Hospitality cats up and down the country have cleared their diaries to solely focus on their human counterparts as B&B’s Guest Houses and Hotels close. Meet Spud and collegues in this weeks Ednovean Diary with a profile fo our famous incumbents over the years. I bet home working cats up and down the country are hard at work too, manning computor key board and airing washing baskets, fully engaged in their new roles. In the mean time how is our hospitality cat adapting to his new role?
It feels very strange indeed at Ednovean Farm, to be closed on beautiful spring days because of the Corona virus outbreak. The very idea of self isolation and social distancing are the very antithesis or our normal cheerful gregarious nature.
The feline Maitre d’
How is the resting Maître d’ and what is the role of the small furry presence who quietly works at the heart of most B&B’s? That diffident but welcoming feline who will man (well cat to be precise) the car park and sympathetically greet weary travellers, instantly bringing a cosy link to a home that may be the other side of the world. How does the purring welcoming friend who will escort you around the garden and pose for holiday snaps feell now?
So what of our little Maître d’ Spud Cat, as we shelter from Carona virus?
Well he has expanded his role as a house and stable cat and he’s still busy making personal appearances on our social media pages. But as Mr B remarked on our Instagram feed “He seldom gets out of bed for less than twenty mice!” So for the time being and we have his sole attention.
Ednovean Farm’s hospitality cat’s role of honour
Let me introduce you our current noble incumbent Spud Cat Esq. A cat who has so many friends around the world now, but who came from humble origins. He was little bigger than a kitten when he was ingloriously dumped outside our gate. He spent a terrified week hiding in the hedge while he tried to work out his future. He was a small half seen white shadow, skipping through the bushes and scrumping bowls of milk unaccountably left in his orbit. At the end of the first week it started to rain and at the end of the first week he came to a decision! He sat down outside our front door and wailed to come in. Spud-cat had decided on a home Spud had also passed an interview with our incumbent much loved Tom-cat – Ollie.
Ollie a model for the hospitality cat
Ollie was a beautiful ginger tom that came from the RSPCA. One thing Charles had found a bonus about Ollie was the sign on his cage saying “Not to be rehomed with another cat” as I have a slight a cat collecting habit! We paid our £40 ponds transfer fee and two weeks later we collected Ollie!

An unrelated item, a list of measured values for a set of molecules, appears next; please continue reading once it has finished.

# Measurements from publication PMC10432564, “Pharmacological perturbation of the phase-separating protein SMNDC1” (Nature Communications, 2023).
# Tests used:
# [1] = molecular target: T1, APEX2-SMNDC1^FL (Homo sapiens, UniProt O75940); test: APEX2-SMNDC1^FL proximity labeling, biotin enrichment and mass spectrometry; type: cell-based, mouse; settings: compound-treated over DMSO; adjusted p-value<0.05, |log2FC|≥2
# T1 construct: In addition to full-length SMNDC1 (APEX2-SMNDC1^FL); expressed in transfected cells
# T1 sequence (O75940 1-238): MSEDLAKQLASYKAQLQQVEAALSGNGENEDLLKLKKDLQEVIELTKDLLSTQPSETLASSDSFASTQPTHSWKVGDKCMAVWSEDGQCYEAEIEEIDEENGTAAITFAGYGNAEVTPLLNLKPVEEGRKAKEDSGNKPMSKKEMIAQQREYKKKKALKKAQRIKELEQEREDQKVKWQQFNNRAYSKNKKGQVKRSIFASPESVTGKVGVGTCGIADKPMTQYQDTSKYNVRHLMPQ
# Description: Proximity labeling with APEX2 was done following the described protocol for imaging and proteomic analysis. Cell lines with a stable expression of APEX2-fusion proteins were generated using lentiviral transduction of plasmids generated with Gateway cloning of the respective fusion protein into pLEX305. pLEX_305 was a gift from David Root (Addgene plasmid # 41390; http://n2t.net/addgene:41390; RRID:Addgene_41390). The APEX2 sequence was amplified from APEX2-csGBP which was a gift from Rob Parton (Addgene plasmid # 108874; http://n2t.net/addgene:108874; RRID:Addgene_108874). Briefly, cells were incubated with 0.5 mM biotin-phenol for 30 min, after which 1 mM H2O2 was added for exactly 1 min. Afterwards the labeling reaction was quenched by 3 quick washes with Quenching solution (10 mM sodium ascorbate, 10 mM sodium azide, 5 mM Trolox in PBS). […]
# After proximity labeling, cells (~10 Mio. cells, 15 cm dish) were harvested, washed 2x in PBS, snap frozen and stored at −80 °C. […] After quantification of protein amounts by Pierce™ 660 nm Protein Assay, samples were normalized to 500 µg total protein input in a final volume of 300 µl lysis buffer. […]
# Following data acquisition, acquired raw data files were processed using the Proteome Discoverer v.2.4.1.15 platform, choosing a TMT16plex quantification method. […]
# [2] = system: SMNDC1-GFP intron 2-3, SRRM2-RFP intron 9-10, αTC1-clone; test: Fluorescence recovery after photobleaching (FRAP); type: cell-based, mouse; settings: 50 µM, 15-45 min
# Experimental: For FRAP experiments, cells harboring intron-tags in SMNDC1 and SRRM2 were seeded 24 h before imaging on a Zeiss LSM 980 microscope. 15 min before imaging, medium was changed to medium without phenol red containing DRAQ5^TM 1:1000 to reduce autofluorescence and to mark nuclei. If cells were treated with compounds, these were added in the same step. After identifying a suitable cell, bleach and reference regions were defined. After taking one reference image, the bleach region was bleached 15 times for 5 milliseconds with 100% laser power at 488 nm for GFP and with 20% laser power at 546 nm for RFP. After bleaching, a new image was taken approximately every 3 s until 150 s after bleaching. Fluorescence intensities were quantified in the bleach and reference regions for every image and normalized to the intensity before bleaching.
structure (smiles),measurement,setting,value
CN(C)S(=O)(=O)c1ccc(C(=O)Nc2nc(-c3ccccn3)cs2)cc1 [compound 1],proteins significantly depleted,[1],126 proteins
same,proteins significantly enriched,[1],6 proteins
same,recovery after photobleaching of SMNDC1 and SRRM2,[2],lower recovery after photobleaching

When Ollie finally finished his days at Ednovean Farm we had lovely healing e-mails from people working as far away as offices in New York who loved the idea of a ginger tom cat sitting in the sun in Cornwall amongst their stressful lives. You can follow the adventures of Ollie cat here in my old Ednovean Diary cira 2010
So Spud was unique in persuading Ollie the he was up to the role of a very junior hospitality cat. He shadowed his mentor assiduously for a few years, with Ollie behaving like an enraged old Colonel at times as Spud learnt his trade.
Wilbur a ferral cat’s story
Before I finish my cat stories for today I must mention Wilbur. Wilbur was a feline “will of the wisp” (outsized) that lived on the edge of our Ednovean lives for over sixteen years. He was determinedly feral and sparred with Ollie over the years before finally leaving probably in a huff. Many years later he limped back again with what looked like a broken tail and damaged pelvis. We had no chance of catching him for treatment, so left out food and he moved into the garden room for the winter. By the spring he was plump and well again although his tail was never quite right. Three or four years followed of discreet, dignified retirement in which he rejected all overtures of friendship but arrived punctually for all meal times.
Until one day he didn’t come and the garden room that had become his sanctuary was empty. Wilbur died as he lived making his own choices in life. We still missed seeing the old boy sunning himself around the courtyard – the nearly hospitality cat!
And Louis – Spud-Cat’s final mentor
Louis is a tiny Burmese with cabriole front legs and the loudest wail this side of Penzance I fancy. Louis retired from a five star B&B and was delivered in a cat carrier aged twelve. Spud was stunned to find another cat in his house when he came home from mousing and it must be said he wasn’t amused! Fortunately Spud is very big and Louis is very small so Louis spent a few days hiding behind the sideboard while they worked out mutally agreeable terms and condition.
After a week of hostilities I finally had enough and put them to bed for the night together in the cat quarters aka our shower room. In the morning they were curled up together in the same bed blinking sleepily at me. They have remained firm friends ever since.
Louis is seventeen now and has retired to light duties. He has also let it be know that he needs to sleep on the human bed each night in his dotage!
But Spud assiduously washes his ears for him on most days to keep him in trim.
The socially mobile hospitality cat!
Louis-cat was Spuds final mentor and he likes to think he has polished Spuds performance as a hospitality cat along with his somewhat dubious hunting skills.
So there you have it. Spud-cats journey from a frightened abandoned cat to becoming the Ednovean Farm social media ambassador and fully qualified hospitality cat. Stay safe and hoping to see you all again very soon in better times ahead. How is your cat coping with home working, do let us know!?